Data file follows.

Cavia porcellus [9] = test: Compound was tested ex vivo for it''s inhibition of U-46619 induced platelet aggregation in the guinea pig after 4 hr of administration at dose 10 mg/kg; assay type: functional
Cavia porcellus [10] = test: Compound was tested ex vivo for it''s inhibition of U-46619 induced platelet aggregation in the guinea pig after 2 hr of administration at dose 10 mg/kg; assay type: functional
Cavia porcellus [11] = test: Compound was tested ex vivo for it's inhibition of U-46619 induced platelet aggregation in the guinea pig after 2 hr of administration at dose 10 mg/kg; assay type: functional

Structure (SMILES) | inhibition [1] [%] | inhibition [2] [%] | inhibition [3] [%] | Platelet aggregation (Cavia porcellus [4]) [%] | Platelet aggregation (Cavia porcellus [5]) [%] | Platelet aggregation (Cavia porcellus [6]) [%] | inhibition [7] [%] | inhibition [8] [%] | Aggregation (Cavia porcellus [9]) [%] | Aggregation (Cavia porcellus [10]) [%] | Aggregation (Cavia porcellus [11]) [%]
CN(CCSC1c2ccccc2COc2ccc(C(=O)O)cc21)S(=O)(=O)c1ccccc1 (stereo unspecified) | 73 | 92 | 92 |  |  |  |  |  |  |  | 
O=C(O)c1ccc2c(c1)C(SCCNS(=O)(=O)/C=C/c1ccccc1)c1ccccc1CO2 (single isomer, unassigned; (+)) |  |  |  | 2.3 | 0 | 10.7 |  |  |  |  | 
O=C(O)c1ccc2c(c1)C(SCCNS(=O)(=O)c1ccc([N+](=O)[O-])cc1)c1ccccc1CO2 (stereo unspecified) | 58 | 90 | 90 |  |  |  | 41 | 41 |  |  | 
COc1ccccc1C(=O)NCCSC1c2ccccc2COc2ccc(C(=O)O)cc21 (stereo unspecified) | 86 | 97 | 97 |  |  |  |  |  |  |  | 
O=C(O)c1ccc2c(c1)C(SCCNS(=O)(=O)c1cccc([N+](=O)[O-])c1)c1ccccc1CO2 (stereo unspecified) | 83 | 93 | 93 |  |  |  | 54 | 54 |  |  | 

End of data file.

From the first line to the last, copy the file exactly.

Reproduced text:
Cavia porcellus [9] = test: Compound was tested ex vivo for it''s inhibition of U-46619 induced platelet aggregation in the guinea pig after 4 hr of administration at dose 10 mg/kg; assay type: functional
Cavia porcellus [10] = test: Compound was tested ex vivo for it''s inhibition of U-46619 induced platelet aggregation in the guinea pig after 2 hr of administration at dose 10 mg/kg; assay type: functional
Cavia porcellus [11] = test: Compound was tested ex vivo for it's inhibition of U-46619 induced platelet aggregation in the guinea pig after 2 hr of administration at dose 10 mg/kg; assay type: functional

Structure (SMILES) | inhibition [1] [%] | inhibition [2] [%] | inhibition [3] [%] | Platelet aggregation (Cavia porcellus [4]) [%] | Platelet aggregation (Cavia porcellus [5]) [%] | Platelet aggregation (Cavia porcellus [6]) [%] | inhibition [7] [%] | inhibition [8] [%] | Aggregation (Cavia porcellus [9]) [%] | Aggregation (Cavia porcellus [10]) [%] | Aggregation (Cavia porcellus [11]) [%]
CN(CCSC1c2ccccc2COc2ccc(C(=O)O)cc21)S(=O)(=O)c1ccccc1 (stereo unspecified) | 73 | 92 | 92 |  |  |  |  |  |  |  | 
O=C(O)c1ccc2c(c1)C(SCCNS(=O)(=O)/C=C/c1ccccc1)c1ccccc1CO2 (single isomer, unassigned; (+)) |  |  |  | 2.3 | 0 | 10.7 |  |  |  |  | 
O=C(O)c1ccc2c(c1)C(SCCNS(=O)(=O)c1ccc([N+](=O)[O-])cc1)c1ccccc1CO2 (stereo unspecified) | 58 | 90 | 90 |  |  |  | 41 | 41 |  |  | 
COc1ccccc1C(=O)NCCSC1c2ccccc2COc2ccc(C(=O)O)cc21 (stereo unspecified) | 86 | 97 | 97 |  |  |  |  |  |  |  | 
O=C(O)c1ccc2c(c1)C(SCCNS(=O)(=O)c1cccc([N+](=O)[O-])c1)c1ccccc1CO2 (stereo unspecified) | 83 | 93 | 93 |  |  |  | 54 | 54 |  |  | 